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Philander Chase fears a civil war will begin if Queen Elizabeth appoints the Catholic Cardinal Wiseman as the Archbishop of Westminster.
Philander Chase, Rachel Denison, Queen Victoria, Cardinal Wiseman, Catholic Church, Protestant Church, Westminster, Diocese of Westminster, religion, civil war, England
Chase, Philander, "Letter to Rachel Denison Sr. (sister)" (1851). Philander Chase Letters. 1365.
For Ms Rachel Denison
Jubilee College Reb 5th 1851
I suppose our letters passed each other on the way; and “did not speak”
Your dear Daughter Rachel’s most excellent Epistle with your Postscript has gone the rounds among all the dear ones on the Hill, and given pleasure to as many as have read it. Thus may our pleasures be multiplied by charity and love, mutually exchanged.
I have no news to write aside from the tidings which come daily acros[sic] the the Atlantic, and from California. In England all is stir and opposition to the Pope in creating a new, his [Hierarchy] in London.
Parliament, I suppose, met yesterday, and this moment the Queen’s Speech is doubtless in on evry[sic] man’s tongue. Whether for weil[sic] or woe we wait anxily[sic] to hear. If it turn our truly protestant all will rejoice who wish well to the Church of England the only effectual earthly defender of the Bible. Those who are enemies to the Gospel will mourn till they repent. What will result from an Antiprotestant Speech, I tremble, when I conjecture, a civil war seems (to my mind) inevitable.
The Mother of Harlots (in the 17.8 of the Rev’s) sists on the “Beast (The French Nation) “which was was[sic] not and yet is” the Versatile French power, who have pushed the Beast on even so that he has entered the Streets of London, with Cardinal Wiseman appointed to hold the Bridle ven till he mounts the Archiepiscopal throne of the See of Westminster; and there he is now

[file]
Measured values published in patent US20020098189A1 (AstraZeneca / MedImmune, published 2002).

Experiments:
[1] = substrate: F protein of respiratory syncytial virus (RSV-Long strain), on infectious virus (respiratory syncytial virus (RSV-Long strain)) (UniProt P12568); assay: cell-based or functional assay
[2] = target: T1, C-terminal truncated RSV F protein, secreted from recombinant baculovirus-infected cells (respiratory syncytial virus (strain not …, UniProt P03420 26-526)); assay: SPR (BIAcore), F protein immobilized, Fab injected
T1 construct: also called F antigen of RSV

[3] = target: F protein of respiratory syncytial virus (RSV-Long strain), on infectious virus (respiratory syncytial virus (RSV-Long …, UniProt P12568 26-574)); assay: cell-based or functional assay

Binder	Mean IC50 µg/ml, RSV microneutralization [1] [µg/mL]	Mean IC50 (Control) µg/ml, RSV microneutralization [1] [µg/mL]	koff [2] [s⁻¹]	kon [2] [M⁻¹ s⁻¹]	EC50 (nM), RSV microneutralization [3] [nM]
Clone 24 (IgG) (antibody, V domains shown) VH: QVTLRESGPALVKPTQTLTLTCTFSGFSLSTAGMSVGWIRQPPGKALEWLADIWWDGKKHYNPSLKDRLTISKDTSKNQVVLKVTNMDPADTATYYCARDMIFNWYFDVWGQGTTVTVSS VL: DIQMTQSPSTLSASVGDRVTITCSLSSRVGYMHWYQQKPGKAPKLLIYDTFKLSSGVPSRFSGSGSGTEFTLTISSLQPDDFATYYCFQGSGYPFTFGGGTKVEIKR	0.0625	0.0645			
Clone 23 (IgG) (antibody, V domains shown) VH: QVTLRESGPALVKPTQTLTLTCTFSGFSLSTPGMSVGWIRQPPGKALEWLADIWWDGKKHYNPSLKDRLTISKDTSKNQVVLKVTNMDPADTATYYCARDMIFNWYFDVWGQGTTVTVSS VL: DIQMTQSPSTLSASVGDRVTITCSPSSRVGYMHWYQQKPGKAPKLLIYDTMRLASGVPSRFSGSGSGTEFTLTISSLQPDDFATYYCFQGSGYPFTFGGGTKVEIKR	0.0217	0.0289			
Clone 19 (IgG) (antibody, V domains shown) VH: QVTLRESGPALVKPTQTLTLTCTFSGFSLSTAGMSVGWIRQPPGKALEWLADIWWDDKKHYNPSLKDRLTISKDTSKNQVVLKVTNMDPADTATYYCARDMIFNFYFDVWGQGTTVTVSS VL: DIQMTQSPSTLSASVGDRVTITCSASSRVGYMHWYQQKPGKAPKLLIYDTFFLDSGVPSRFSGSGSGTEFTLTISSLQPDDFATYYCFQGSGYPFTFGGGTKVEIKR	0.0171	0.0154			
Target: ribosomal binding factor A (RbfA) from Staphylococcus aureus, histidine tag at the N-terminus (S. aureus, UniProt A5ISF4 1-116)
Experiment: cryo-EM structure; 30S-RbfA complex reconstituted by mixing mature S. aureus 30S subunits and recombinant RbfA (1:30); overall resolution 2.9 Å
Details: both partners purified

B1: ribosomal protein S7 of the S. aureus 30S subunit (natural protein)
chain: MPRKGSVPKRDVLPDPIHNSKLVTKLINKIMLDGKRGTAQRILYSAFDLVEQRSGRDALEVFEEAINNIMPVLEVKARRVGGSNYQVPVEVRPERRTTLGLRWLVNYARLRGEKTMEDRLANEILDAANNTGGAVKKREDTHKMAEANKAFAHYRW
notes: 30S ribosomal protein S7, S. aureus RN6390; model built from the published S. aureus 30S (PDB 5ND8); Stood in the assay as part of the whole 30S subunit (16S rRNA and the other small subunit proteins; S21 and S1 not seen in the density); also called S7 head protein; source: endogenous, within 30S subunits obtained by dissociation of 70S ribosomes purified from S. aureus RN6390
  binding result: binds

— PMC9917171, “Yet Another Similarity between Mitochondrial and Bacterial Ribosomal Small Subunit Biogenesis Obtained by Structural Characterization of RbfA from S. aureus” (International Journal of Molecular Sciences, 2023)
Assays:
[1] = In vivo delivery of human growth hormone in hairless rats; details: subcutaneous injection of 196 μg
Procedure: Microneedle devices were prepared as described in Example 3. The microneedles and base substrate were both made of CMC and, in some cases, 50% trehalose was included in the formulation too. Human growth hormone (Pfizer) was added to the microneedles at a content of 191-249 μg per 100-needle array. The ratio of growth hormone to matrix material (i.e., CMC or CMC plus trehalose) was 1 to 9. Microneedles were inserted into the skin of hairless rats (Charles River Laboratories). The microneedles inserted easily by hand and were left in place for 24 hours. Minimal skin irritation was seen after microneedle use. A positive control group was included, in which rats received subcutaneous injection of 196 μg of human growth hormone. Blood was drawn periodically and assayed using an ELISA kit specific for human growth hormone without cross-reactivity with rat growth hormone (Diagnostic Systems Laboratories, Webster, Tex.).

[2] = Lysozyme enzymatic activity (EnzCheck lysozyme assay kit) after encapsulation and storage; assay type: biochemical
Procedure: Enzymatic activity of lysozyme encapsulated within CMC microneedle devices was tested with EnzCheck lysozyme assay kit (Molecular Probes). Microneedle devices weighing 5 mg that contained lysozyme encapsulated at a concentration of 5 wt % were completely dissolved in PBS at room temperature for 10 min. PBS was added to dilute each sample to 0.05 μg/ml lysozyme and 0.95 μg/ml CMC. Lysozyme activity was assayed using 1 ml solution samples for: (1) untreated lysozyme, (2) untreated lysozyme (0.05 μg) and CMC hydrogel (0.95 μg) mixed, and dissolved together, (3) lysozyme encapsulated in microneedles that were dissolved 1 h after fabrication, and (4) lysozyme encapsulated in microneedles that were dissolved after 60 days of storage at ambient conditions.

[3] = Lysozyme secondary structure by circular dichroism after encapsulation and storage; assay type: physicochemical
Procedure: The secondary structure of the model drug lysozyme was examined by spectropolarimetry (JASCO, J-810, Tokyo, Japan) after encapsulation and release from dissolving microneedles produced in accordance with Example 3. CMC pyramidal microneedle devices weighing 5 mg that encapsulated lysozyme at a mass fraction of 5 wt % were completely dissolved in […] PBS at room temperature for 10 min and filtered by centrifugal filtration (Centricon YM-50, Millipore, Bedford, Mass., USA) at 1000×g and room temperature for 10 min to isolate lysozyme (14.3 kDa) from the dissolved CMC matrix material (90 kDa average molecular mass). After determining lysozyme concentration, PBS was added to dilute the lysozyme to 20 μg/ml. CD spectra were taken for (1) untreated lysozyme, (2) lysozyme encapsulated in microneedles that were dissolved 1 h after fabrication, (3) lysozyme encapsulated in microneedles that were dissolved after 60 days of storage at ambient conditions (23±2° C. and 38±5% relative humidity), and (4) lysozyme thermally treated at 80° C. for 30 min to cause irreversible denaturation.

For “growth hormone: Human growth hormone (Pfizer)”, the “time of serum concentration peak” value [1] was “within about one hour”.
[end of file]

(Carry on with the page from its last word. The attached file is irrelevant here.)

To drive him thence is the united voice of all England. If the Queen say “No” “the Beast shall remain and cardinal Wiseman shall be the Arch Bp of [Winster]” there must a civil war ensue. There is no middle course.
Besides this dreadful news--there is the more pleasing intelligence that the two sons of Mrs Charlotte Pope of New Bedford, Mass’tts, my dear Wife’s sister, who some time ago had gone to California, are alive and doing well. After a life of great hardship in the Whaling business they went to that region of uncertainty; and have been protected from disease and blessed in their endeavours to assist their widowed mother. This news causes the heart of my beloved wife to rejoice; for she had begun to fear they were no more.
I beg your prayers for your brother, as he does yours, that our path may be made easy and plain by the shining of the Sun of Righteousness of it, in our declining days. Let us not faint nor be weary in well doing, till our change come: for God hath said “he that continueth faithful to the end the same shall be saved” With the best love to the good Doctor and dear Rachel & all; I am your affectionate Bro’